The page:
Think your Job is Tough?

I had the pleasure of working on a great story for our next homepage feature. It’s about SDSU astronomy professor Bill Welsh, who’s one of nine astronomers chosen to be a Participating Scientist on NASA’s Kepler Mission Science Team. The story will have more details, but basically Kepler is the first mission capable of finding Earth-size planets beyond our solar system. Bill’s role is to offer his expertise and provide additional research to the mission’s main science group.

United Launch Alliance's Delta II rocket carrying NASA's Kepler spacecraft

United Launch Alliance's Delta II rocket carrying NASA's Kepler spacecraft

I met with Bill after he got back from the launch to get more information for my story. I had woken up at 4:30 a.m. that morning to do live interviews for SDSU Month, so needless to say, I was a zombie by the time our 10:30 a.m. meeting came around.

As we stood in line at Starbucks, I apologized to Bill in advance if I seemed a bit out of it, explaining that I had been awake for quite some time. He made a comment about my job being hard, which I found hilarious considering what he does for a living.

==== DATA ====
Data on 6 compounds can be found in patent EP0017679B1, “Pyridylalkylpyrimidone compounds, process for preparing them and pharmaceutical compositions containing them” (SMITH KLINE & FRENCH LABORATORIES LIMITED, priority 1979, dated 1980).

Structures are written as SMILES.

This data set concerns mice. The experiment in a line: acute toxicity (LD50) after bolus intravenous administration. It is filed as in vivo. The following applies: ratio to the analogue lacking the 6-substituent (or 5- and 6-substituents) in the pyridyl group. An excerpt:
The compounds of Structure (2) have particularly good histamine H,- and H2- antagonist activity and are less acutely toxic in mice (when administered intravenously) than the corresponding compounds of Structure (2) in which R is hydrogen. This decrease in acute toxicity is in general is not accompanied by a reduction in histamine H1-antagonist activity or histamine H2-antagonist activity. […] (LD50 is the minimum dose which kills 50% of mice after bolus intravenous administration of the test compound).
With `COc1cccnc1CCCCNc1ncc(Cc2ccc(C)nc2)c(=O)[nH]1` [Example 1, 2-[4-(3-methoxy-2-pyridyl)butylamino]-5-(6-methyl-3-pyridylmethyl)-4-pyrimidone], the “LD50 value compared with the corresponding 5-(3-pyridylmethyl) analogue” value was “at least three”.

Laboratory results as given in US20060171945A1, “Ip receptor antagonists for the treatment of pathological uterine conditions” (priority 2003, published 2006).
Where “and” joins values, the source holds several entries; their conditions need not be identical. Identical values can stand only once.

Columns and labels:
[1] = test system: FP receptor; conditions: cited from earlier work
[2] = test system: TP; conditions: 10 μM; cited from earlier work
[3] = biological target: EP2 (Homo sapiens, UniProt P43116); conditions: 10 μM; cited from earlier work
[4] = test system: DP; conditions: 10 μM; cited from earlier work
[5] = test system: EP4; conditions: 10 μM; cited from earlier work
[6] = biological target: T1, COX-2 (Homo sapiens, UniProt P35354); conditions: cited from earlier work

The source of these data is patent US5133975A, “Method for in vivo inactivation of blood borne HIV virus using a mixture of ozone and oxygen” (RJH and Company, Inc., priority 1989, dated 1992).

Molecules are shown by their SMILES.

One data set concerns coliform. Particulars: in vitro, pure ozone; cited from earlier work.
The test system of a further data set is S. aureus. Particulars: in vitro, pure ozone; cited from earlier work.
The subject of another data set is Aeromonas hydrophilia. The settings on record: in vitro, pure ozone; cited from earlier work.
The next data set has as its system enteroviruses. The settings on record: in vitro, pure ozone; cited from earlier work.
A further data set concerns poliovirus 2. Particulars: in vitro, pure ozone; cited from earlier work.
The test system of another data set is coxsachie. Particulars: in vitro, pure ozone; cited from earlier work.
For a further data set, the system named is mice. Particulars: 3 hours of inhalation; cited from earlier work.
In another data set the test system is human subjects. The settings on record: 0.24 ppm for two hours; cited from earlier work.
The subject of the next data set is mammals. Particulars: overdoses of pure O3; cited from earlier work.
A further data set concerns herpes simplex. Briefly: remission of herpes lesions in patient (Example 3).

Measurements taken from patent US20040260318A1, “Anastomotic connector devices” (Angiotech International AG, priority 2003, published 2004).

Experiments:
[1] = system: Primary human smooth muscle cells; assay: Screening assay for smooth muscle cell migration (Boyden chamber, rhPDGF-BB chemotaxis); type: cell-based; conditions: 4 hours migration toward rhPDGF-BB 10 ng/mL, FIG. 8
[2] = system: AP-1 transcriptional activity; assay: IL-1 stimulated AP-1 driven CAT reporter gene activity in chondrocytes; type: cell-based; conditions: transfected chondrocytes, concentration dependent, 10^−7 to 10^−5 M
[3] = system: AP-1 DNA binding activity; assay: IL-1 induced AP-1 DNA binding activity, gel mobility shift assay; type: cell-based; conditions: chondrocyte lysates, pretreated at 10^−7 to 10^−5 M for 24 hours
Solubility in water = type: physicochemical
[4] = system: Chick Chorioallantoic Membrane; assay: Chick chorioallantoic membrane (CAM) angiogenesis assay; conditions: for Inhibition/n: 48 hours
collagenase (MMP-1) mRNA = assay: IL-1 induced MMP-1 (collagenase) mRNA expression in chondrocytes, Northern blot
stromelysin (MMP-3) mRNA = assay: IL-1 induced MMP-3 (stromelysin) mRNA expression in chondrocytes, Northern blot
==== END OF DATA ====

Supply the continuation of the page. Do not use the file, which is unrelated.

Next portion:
Anyway, we had a fascinating conversation, and I was inspired by the part about Bill Borucki, Kepler’s principal investigator. “This is a man who’s got patience,” Bill said. Borucki had been working on Kepler for over 20 years and faced a lot of criticism and doubts along the way. NASA rejected the mission a few times, but he never gave up and was finally able to prove to them that it would work.

By the end of our conversation, I had learned two important lessons: 1) patience and perseverance do pay off and 2) if you think your job is tough, at least NASA isn’t counting on you not to screw up their latest mission.

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